June 21 – June 27 is Lightning Safety Awareness Week according to the National Oceanic and Atmospheric Administration, or NOAA. Considering the last post and the fact that this is indeed Lightning Safety Awareness Week, we thought it made sense to let you in on some tips given by NOAA.
If you’re indoors:
-Lightning usually enters a structure through wires, pipes, or even just through the ground.
-When lightning is in the air, you should steer clear of corded phones and instead use cordless or cellular phones.
-Do not do anything involving touching water. This includes swimming, taking a shower or bath, washing your hands, washing dishes, and doing laundry.
-You can use cordless electrical equipment, such as remote controls, but other items like computers, TVs, or cords should be avoided.
-Stay away from windows, doors, porches, or other open-air structures.
-Avoid leaning against, lying down, or sitting down on concrete floors or walls.
If you’re outdoors:
-Remember “When thunder roars, go indoors.” Take the boat in (because of course you’re on the water!) and find a safe enclosed structure.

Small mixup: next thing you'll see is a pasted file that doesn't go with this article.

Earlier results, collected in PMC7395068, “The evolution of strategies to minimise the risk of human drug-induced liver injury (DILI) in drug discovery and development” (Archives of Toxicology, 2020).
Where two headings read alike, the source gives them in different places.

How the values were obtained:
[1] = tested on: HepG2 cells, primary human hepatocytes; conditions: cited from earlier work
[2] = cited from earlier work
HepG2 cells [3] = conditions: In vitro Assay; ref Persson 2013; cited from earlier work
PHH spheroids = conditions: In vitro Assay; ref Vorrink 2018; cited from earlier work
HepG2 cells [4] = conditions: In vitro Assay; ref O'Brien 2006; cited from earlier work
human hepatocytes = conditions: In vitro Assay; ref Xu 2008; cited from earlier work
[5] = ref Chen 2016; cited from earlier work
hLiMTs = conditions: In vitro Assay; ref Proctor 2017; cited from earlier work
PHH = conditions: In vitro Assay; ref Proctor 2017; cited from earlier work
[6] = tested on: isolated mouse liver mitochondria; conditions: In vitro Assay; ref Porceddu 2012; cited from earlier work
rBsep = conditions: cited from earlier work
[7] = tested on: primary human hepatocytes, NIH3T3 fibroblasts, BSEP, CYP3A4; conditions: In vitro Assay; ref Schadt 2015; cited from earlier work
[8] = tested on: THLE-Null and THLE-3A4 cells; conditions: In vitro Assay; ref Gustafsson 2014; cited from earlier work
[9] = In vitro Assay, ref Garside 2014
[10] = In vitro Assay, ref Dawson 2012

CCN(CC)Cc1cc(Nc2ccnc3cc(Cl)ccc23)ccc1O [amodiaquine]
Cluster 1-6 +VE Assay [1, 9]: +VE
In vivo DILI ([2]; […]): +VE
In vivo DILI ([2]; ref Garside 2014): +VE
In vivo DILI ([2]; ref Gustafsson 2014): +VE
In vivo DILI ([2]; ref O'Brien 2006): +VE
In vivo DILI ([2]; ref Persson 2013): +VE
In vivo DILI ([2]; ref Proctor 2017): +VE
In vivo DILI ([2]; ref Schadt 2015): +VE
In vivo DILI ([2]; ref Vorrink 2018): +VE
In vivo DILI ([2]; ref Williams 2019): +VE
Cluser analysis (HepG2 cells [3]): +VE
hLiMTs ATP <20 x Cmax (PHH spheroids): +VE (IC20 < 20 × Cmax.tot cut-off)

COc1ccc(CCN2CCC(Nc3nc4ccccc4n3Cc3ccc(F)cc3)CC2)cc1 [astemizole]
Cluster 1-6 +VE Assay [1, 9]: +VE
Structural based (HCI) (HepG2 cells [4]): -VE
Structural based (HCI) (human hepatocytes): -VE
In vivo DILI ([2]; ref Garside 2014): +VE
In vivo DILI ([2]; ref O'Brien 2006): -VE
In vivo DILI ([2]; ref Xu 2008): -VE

-If you can’t make it to an enclosed area, crouch into a ball-like position (such as feed and knees together, hunched over knees with head tucked and hands over your ears). Do not lie down. The idea is to keep minimal contact with the ground.
-If you’re in a large group of people and are caught in the open, separate to minimize injuries if lightning strikes the ground.
-Don’t stay in an open vehicle or structure and try to stay out of open space. This includes vehicles like convertibles, motorcycles, golf carts, jeeps: open structures like gazebos, baseball dugouts, porches, sports arenas; spaces like golf courses, playgrounds, ponds, lakes, and beaches.
-Stay near a tall structure. For instance, if you are near a tree, you’re safer than if you’re in an open field. However, if you are relying on a concrete wall or barrier, be sure to remember not to have contact with it.
The most important thing for a boater to remember is to check the weather forecast before you leave, and to be willing to postpone your trip in case of bad weather. While it’s important to have fun, remember, it’s far more important to stay safe!